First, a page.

Direct flights between Sokhumi and Moscow
By Mzia Kupunia
Wednesday, June 2
Officials in Moscow have confirmed that flights between Russia and Georgia’s breakaway region of Abkhazia will be restored through Russian Military Transport Aviation, the Itar-Tass news agency has reported. Commander of Russian Military Transport Aviation Viktor Kachalkin said that flights will be conducted using the Kchalovski-Sokhumi air corridor and confirmed that such flights took place in August 2008 too. “We conducted dozens of such flights, carrying troops and helping Abkhazians,” he noted. “We will carry on conducting these flights in the future as well,” he added.
On Mat 27 de facto Abkhazian President Sergey Baghapsh voiced the possibility of conducting air flights between Moscow and Sokhumi by the beginning of July. He said that to begin with two flights would take place weekly. Baghapsh noted that Sokhumi's Babushera Airport is “fully ready to receive passenger planes.”
Director of Abkhazian Airlines Vyacheslav Eshba confirmed that Babushera Airport is “technically ready to actively get to work.” “Till now the airport was only used for flights inside the republic and by the collective forces of the CIS maintaining peace in the Georgian-Abkhazian conflict zone and the UN Monitoring Mission in Georgia,” Eshba told the Apsnyress news agency. According to de facto officials the first civilian plane to land at Babushera Airport was that of Russian Foreign Minister Sergey Lavrov, who visited Abkhazia in September 2008, following the August conflict.
Tbilisi has said that conducting flights on Georgia’s occupied territories without permission from Georgian officials is “illegal.” “Based on the 8 October 1993 Agreement on International Air Traffic between Georgia and Russia, the sides may establish air routes for agreed airlines on their own territories as well as state border crossing points, but regular, charter, additional and special flights should only be carried out with the permission of the aviation authorities of the other side following a preliminary request,” a statement posted on the Georgian Foreign Ministry website reads.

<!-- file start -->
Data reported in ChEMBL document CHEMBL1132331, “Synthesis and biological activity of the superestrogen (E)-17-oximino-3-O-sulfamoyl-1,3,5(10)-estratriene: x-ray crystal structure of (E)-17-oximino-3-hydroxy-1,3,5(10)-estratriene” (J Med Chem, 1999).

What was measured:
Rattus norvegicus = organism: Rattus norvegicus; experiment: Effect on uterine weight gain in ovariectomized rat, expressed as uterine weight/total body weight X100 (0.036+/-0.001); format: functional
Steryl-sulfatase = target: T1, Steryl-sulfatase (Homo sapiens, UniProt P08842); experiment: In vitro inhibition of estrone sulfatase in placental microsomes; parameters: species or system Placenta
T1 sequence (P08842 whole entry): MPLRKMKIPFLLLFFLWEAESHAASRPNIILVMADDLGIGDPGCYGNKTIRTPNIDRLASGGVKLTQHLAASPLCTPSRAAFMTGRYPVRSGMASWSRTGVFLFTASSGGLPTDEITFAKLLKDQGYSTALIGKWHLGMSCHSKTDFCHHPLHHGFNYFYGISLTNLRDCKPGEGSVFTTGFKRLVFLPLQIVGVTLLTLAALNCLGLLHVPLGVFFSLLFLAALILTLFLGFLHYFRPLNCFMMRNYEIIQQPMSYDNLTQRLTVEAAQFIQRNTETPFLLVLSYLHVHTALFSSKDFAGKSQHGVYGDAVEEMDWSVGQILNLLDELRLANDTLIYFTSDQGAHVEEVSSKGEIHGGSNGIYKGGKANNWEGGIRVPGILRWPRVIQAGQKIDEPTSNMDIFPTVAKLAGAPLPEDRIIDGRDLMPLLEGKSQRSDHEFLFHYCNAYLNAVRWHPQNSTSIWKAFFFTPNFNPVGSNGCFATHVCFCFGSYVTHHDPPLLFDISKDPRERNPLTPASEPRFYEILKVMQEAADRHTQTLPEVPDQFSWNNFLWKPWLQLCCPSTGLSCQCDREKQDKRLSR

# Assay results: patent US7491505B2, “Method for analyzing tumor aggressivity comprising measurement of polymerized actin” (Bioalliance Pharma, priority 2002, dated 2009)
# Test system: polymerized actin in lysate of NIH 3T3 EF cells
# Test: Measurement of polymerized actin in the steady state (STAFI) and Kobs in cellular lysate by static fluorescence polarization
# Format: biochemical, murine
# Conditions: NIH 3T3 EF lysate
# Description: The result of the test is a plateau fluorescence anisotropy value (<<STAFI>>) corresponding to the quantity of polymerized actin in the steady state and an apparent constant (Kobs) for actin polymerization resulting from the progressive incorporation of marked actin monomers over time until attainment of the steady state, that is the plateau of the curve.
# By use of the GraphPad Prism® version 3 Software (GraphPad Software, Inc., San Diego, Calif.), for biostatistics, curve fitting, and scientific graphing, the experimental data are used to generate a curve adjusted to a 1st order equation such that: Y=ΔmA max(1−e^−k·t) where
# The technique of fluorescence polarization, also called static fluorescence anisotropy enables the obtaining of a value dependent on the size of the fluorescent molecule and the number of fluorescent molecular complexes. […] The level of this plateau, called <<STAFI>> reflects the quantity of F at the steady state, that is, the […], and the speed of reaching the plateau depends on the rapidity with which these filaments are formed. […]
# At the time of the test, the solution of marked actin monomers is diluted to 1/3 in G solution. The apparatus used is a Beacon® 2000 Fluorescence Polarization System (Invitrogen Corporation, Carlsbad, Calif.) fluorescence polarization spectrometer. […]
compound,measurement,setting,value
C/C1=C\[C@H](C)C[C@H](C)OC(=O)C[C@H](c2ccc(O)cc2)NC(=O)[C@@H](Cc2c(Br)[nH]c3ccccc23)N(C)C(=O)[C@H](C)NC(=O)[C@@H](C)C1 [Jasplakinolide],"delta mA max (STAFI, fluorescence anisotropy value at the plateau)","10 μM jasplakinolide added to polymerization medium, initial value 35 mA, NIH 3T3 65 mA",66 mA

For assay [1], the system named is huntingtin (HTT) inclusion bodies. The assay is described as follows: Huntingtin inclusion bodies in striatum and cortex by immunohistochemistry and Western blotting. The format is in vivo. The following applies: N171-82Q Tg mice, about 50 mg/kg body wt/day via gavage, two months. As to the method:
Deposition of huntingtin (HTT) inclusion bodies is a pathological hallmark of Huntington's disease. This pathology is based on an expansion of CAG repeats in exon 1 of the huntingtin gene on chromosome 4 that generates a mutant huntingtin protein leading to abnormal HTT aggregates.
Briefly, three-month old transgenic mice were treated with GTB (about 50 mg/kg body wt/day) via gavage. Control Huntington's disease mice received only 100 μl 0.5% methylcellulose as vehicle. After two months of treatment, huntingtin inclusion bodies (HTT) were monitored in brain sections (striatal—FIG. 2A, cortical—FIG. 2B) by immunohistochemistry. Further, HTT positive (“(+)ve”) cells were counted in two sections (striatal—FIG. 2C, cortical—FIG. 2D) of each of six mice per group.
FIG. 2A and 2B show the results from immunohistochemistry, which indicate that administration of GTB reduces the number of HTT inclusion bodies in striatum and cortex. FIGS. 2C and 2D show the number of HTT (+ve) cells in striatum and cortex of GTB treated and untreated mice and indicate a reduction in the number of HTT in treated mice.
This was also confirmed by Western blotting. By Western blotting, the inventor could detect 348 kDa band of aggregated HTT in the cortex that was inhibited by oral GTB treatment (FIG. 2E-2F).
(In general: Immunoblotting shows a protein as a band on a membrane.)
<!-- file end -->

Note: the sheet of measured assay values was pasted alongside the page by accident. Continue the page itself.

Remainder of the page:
According to the Foreign Ministry the annex to the abovementioned agreement envisages the possibility of carrying out Sokhumi-Moscow flights. “Hence, any air flight without consent of the Georgian authorities grossly violates the aforesaid Agreement as well as the universally recognised norms and principles of international law,” the Ministry said, adding that Tbilisi is planning to take international legal action in order to prevent this “infringement of Georgia's sovereignty.”
Tbilisi has also protested against Russia’s declared intention to help the de facto Governments of Abkhazia and South Ossetia “protect cultural monuments”. “Not confining itself to capturing the territory and airspace of Georgia, Russia is trying to 'privatise' Georgia's history and cultural heritage,” The Georgian Foreign Ministry stated. “Monuments on the territories occupied by Russia represent an inalienable part of Georgian history and culture. In an effort to erase any trace of this truth, the Russian occupation troops and their proxy regimes barbarically destroy the cultural and historical monuments on the occupied territories of Georgia,” the statement added.